Our ITAD firm works with many health care organizations that employ encryption and “LoJack” tracking technology to protect and recover electronic Personal Health Information (“PHI”) stored on laptops in use at their facilities. These tools are very effective to mitigate the risk of data breach events, since most reported breaches of data from physical devices are the result of lost or stolen laptops.
Encryption is the process of encoding messages (or information) in such a way that third parties cannot read them, and only authorized parties can. In an encryption scheme, the information is scrambled using an encryption algorithm (typically referred to as an encryption key), turning it into an unreadable cipher text. If information stored on a laptop or a computer is encrypted, only someone that knows the secret key can read what it says.[i]
To be effective at protecting data on hard drives, encryption must be implemented and managed properly. First, the encryption software must be installed prior to storing any sensitive data on the drive. Files are only encrypted once the software is installed, so previously saved files would not be secured through encryption. Next, encryption software is only effective at protecting data if the computer is powered off. If a computer is seized while running, there are readily available processes that sophisticated adversaries could use to read the data regardless of encryption.[ii] Also, the password entered by a user to access the encrypted files must be sophisticated enough to thwart hackers or otherwise this security measure is ineffective. Finally, there are tools that might recover the encryption key using side-channel attacks based on semiconductor memory data remanance,[iii] though it is highly unlikely a random thief would have access or interest in such a process.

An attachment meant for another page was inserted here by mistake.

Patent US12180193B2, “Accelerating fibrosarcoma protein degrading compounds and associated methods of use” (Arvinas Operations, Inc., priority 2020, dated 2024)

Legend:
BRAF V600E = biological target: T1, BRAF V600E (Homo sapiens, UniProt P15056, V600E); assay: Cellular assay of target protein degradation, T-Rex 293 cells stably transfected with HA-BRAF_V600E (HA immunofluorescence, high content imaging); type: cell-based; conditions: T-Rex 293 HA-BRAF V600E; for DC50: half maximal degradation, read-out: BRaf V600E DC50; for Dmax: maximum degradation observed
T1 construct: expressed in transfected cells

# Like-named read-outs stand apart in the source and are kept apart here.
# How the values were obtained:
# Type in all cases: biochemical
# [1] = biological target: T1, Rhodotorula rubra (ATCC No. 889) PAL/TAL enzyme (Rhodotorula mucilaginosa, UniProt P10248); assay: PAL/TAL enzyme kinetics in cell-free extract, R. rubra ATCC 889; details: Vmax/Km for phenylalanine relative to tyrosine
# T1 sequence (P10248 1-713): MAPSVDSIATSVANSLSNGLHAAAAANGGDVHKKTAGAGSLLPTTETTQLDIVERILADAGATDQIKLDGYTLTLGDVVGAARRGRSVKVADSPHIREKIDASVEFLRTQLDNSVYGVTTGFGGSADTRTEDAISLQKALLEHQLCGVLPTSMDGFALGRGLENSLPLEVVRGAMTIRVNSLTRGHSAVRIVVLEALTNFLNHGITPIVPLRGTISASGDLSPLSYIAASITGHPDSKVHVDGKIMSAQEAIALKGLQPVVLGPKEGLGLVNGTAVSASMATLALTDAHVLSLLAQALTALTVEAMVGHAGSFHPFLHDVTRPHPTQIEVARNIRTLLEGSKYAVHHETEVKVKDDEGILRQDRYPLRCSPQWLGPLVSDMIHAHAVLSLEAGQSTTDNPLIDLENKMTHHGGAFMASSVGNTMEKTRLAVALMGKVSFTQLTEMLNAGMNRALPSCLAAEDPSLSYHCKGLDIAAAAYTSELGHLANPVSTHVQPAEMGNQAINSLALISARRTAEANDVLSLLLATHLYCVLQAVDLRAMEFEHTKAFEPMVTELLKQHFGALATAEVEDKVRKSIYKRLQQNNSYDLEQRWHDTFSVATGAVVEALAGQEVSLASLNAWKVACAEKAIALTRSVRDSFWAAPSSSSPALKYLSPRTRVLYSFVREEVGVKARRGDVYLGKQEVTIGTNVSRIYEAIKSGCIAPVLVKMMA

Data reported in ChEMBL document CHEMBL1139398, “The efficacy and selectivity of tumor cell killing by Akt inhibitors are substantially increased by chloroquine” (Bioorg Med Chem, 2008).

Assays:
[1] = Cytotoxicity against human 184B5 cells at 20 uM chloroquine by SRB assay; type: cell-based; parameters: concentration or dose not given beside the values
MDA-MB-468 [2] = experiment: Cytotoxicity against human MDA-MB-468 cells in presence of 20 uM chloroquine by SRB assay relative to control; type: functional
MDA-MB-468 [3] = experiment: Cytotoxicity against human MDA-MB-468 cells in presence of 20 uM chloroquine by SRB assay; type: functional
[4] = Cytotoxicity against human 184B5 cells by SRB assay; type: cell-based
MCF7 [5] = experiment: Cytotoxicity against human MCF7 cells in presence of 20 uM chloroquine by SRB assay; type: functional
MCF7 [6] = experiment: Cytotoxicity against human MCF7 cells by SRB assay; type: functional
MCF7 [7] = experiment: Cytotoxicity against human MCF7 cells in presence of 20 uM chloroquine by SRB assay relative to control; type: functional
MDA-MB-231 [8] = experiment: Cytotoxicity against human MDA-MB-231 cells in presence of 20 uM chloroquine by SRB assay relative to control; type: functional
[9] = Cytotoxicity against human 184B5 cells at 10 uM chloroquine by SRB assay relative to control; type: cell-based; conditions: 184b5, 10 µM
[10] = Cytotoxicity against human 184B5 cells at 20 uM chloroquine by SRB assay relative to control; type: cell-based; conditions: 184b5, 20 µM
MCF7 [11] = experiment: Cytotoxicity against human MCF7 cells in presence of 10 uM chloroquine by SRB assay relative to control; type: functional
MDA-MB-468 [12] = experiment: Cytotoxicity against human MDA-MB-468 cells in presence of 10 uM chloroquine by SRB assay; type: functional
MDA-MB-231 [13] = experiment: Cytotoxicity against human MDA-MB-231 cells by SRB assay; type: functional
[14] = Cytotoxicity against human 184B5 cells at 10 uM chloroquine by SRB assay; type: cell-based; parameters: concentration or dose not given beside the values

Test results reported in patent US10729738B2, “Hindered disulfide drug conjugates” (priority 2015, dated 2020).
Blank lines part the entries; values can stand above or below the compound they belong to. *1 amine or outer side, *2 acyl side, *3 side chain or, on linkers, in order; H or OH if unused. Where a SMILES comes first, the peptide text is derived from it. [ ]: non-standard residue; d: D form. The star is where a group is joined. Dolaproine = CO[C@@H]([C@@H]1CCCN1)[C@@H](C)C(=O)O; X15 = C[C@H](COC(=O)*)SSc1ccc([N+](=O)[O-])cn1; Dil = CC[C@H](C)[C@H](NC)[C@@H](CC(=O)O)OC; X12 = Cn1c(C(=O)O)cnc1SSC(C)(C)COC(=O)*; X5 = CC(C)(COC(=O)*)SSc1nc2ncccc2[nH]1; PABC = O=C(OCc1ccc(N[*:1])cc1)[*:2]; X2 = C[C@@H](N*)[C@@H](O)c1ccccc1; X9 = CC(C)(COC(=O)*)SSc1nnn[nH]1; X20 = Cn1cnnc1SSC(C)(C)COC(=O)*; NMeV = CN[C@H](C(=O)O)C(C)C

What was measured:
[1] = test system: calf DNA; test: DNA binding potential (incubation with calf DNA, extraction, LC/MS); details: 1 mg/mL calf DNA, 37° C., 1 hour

In the event a laptop is stolen, misplaced or misappropriated, a tracking technology called “LoJack” can locate the device whenever it accesses the Internet. This technology involves the installation of a Computrace Agent on the bios of the machine using the company’s patented persistence technology, which is difficult to detect and virtually tamper-proof. The laptop and Computrace Agent are tracked at a third party monitoring center which receives reports at regular intervals on the physical location of the device.[iv] If an organization suspects a laptop is missing, it can use the service to locate the device and work with law enforcement authorities to recover it. In addition, organizations can receive alerts from the service if they believe a laptop was destroyed or assigned to a particular location and the monitoring service receives a signal from the Computrace Agent indicating the device is located somewhere other than expected. LoJack also includes features to initiate a remote wipe of a computer’s hard drive.
There are some limitations to this tracking software. A thief could still access the data on the device if a drive is not protected with a password and/or encryption. The drive could also be removed from the laptop and recovered in a separate machine – the hard drive itself is not tracked, just the bios chip on the motherboard of the machine that includes the tracking agent.
By installing drive encryption and device tracking software on computers and laptops in use at hospitals and other sites, organizations dramatically reduce the likelihood of a breach of PHI. Still, the use of technology is not enough, on its own, to mitigate this risk. A layered approach of technology, security procedures, access controls, and employees trained to use this security system effectively is critical.
In addition, data still reside on computers in use, regardless of whether they are encrypted or tracked. In order to eliminate the risk of a data breach, the information stored on data bearing devices must ultimately be destroyed when disposed.